McDermottPlus Check-Up: April 9, 2021 - McDermott+Consulting

McDermottPlus Check-Up: April 9, 2021

This Week’s Dose

Congress is out of session this week, but the Senate Parliamentarian reportedly ruled that lawmakers may pursue an additional reconciliation package for fiscal year (FY) 2021, a decision that is likely to shape legislative efforts for the remainder of the year. The Centers for Medicare and Medicaid Services (CMS) released annual payment rules, including the FY 2022 proposed payment rule for inpatient rehabilitation facilities (IRFs).


CMS Released Proposed FY 2022 IRF Rule. CMS estimates that the proposed rule would increase payments to IRFs by 1.8%, or ‎approximately $160 million, nationwide in FY 2022 over FY 2021. The rule also proposes adjustment to the IRF quality reporting program, including modifying the number of quarters used to report on certain quality measures due to the public health emergency. In line with the President’s Executive Order on Advancing Racial Equity and Support for Underserved Communities Through the Federal Government, the proposed rule also includes a request for information seeking comments on revising measure development and the collection of Standardized Patient Assessment Data Elements to address health equity in IRFs. More information on the proposed changes is available here. The proposed rule is scheduled to be published in the Federal Register on April 12 and comments are due on June 7, 2021.

CMS Announced Direct Contracting Participants and Halted 2022 Applications. The agency provided an updated list of 53 participants for the performance year that began April 1, 2021, along with updated Frequently Asked Questions and Financial Frequently Asked Questions. The agency also announced that it would not be accepting new applications for January 1, 2022. Entities that previously applied, were accepted and deferred will be permitted to begin in January 2022. CMS is likely to face significant pushback from stakeholders who had planned to apply for 2022.

CDC Awarded $3 Billion to Expand COVID-19 Vaccine Programs. The funds from the Centers for Disease Control and Prevention (CDC) will support local efforts to increase vaccine uptake by expanding COVID-19 vaccine programs and ensuring greater equity and access to vaccines by those disproportionately impacted by COVID-19. The funding was made available through the American Rescue Plan and the Coronavirus Response and Relief Supplemental Appropriations Act. To ensure that the funds are used to advance health equity and expand access to COVID-19 vaccines in communities disproportionality impacted by the pandemic, CDC is requiring that 75% be focused on racial and ethnic minorities and 60% must go to support local health departments, community-based organizations and community health centers. Details on where funds will be distributed are available here.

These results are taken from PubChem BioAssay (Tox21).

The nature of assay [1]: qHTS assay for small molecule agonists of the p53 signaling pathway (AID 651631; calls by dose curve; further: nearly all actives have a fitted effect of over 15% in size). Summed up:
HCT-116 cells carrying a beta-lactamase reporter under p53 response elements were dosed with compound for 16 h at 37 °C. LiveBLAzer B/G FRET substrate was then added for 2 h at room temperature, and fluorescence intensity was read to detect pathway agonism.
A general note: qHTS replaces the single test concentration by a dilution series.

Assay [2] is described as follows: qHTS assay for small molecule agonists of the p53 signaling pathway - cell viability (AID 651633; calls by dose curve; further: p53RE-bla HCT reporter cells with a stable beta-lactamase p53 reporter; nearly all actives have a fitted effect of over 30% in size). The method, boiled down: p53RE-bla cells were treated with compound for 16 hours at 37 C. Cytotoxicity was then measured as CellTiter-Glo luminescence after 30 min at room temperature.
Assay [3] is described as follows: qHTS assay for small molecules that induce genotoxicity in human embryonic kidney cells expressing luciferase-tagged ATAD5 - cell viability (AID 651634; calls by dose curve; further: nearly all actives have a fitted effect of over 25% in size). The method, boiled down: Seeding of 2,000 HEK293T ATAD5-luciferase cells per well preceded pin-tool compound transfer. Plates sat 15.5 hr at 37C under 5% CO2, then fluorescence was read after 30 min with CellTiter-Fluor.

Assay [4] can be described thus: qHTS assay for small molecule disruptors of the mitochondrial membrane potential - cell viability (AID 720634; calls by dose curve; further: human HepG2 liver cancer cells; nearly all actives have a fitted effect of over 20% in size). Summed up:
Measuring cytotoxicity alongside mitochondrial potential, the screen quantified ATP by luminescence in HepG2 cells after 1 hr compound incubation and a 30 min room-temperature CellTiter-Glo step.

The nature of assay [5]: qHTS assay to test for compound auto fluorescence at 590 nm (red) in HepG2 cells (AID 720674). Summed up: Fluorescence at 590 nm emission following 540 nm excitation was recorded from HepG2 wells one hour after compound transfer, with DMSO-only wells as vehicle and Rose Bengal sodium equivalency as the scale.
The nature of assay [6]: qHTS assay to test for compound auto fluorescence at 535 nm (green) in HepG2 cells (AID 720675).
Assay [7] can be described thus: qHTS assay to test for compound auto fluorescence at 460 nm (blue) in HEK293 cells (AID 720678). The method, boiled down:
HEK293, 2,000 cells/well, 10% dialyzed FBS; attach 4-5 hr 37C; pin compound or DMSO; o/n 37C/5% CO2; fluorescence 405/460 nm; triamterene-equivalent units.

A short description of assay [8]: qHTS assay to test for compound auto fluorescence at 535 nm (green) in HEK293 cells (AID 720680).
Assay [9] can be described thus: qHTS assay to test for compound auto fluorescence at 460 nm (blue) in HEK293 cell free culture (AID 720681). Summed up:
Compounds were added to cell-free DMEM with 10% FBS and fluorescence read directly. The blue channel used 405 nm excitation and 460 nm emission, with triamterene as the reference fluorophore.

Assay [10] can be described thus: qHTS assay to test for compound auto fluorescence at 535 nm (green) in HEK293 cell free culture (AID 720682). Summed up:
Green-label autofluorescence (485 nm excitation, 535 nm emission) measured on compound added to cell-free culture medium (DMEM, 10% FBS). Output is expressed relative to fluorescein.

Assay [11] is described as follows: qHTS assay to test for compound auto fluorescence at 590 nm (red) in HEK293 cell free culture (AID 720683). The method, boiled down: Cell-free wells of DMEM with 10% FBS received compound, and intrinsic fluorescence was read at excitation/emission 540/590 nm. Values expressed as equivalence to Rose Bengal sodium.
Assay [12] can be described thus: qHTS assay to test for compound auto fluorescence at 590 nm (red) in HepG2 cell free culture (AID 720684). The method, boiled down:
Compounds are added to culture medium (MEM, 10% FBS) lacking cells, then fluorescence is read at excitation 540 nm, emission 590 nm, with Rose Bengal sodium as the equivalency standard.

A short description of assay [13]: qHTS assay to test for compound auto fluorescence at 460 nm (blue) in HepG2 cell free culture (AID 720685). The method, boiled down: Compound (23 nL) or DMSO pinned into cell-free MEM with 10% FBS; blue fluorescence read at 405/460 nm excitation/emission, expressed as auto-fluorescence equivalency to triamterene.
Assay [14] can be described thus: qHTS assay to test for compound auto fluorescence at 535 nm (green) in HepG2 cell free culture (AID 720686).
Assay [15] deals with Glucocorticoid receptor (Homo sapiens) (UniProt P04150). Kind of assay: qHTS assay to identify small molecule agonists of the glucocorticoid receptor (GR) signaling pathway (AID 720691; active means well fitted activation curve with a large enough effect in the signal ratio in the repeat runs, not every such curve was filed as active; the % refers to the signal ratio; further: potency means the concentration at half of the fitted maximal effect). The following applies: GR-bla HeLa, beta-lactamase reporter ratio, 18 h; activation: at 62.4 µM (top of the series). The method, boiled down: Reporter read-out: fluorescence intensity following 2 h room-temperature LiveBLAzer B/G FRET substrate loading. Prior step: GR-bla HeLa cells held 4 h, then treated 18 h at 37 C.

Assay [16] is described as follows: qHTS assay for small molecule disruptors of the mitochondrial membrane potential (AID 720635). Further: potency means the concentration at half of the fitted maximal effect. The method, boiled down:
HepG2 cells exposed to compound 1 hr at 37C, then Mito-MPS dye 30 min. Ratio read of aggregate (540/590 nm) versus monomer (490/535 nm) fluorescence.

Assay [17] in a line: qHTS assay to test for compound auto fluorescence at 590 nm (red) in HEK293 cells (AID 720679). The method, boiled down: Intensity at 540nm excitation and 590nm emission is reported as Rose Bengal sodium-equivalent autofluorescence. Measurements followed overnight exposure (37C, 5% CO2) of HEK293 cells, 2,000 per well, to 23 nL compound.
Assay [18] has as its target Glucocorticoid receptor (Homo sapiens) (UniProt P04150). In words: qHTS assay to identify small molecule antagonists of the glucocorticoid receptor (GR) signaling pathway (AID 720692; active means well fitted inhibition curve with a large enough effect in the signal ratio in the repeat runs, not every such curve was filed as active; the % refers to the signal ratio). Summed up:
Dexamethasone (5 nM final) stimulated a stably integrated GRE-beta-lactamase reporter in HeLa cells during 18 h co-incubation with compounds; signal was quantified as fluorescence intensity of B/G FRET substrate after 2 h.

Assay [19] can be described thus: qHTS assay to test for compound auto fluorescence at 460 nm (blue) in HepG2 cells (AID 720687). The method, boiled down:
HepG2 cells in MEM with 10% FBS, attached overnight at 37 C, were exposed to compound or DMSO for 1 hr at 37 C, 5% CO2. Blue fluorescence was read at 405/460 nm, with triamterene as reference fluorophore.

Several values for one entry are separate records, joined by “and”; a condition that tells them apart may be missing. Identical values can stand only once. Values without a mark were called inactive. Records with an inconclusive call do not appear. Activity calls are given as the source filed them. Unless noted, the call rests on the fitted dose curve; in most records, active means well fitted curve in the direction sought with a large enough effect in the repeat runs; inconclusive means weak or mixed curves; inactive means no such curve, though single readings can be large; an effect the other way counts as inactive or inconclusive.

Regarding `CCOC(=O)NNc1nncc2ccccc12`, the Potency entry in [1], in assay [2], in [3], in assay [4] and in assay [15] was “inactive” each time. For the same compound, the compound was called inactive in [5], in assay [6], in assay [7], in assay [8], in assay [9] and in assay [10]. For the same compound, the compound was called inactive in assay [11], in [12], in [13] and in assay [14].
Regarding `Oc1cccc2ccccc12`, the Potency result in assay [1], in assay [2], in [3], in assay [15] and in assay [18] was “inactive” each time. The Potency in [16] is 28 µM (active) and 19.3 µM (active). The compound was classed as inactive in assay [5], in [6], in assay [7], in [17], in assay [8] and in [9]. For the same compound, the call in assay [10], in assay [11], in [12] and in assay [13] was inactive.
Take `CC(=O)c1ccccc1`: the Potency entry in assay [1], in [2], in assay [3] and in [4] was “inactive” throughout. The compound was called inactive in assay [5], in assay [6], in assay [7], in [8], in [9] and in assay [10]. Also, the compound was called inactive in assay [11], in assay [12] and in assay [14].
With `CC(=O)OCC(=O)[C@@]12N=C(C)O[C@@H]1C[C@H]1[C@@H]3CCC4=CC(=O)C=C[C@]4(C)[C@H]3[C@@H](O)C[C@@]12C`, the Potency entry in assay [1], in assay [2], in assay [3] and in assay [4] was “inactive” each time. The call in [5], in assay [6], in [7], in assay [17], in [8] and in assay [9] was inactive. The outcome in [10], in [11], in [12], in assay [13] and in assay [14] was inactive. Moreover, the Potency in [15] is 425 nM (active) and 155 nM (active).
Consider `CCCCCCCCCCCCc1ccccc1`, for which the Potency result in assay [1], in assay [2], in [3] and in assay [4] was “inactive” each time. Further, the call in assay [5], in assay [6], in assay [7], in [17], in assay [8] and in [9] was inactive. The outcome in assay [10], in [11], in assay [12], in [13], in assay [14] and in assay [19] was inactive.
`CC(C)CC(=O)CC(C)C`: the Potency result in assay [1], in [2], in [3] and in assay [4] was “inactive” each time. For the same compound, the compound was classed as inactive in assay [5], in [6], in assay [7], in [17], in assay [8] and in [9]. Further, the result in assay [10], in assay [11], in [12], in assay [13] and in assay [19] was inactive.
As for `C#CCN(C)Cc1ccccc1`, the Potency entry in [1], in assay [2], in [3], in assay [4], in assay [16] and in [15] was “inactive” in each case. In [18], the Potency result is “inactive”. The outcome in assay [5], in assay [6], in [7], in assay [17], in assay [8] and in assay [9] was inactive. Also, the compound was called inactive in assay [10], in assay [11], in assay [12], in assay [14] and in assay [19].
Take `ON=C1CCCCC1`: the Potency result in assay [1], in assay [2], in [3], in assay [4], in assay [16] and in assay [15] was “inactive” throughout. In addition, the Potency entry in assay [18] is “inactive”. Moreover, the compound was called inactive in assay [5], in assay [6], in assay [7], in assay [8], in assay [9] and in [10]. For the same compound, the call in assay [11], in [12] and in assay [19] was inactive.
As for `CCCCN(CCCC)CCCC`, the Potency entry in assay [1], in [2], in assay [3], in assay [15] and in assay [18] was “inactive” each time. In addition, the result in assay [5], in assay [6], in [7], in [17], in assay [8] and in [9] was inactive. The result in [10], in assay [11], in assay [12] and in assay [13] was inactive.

Medicaid Work Requirements Rescinded. The Biden Administration reversed Trump-era Section 1115 waivers in Michigan and Wisconsin that required some Medicaid beneficiaries to work or participate in related activities to be eligible for benefits. Last month, CMS sent letters to the 10 states that had implemented, or sought to implement, Medicaid work requirements, saying the Administration does not believe work requirements promote Medicaid objectives. The Democratic governors in Michigan and Wisconsin inherited the work requirement waivers from their Republican predecessors and were not expected to defend the policy. However, the Administration may face legal challenges from the remaining Republican-led states as it continues the rollback.

Quick Hits

  • The White House released an outline of the President’s discretionary budget request for FY 2022, which includes $131.7 billion for the US Department of Health and Human Services (HHS), a 23.5% increase over the 2021 enacted level.
  • The Democratic leaders of the congressional health committees sent a letter urging HHS to create a Special Enrollment Period for laid-off Americans when their employer-based coverage expires.
  • CMS released the FY 2022 proposed payment rules for hospice and Skilled Nursing Facilities (SNFs). The agency estimates that the rules would increase payments to hospice providers by $530 million and to SNFs by $444 million. Public comments on both rules are due June 7, 2021.
  • CMS updated the list of approved hospitals and health systems for the Acute Hospital Care at Home Demonstration.
  • The Medicaid and CHIP Payment and Access Commission held its April Public Meeting on April 8 and 9.

Next Week’s Diagnosis

Congress returns from recess to begin an eight-week legislative session. Lawmakers are expected to act quickly to address the Medicare sequester, and Democrats are likely to begin outlining their major legislative priorities for the remainder of the year. The House Energy and Commerce Health Subcommittee will hold a hearing on bills to address substance use and misuse. The House Select Subcommittee on the Coronavirus Crisis will hold a hearing with Administration health officials on ending the pandemic. The House Appropriations Departments of Labor, HHS, Education, and Related Agencies Subcommittee will hold a hearing on the President’s FY 2022 budget request for HHS. The Senate Finance Committee will hold a hearing to consider the nominations of Andrea Joan Palm to be Deputy Secretary of HHS and Chiquita Brooks-LaSure to be Administrator of CMS.


For more information, contact Mara McDermottKristen O’Brien, Katie Waldo or Emma Zimmerman.

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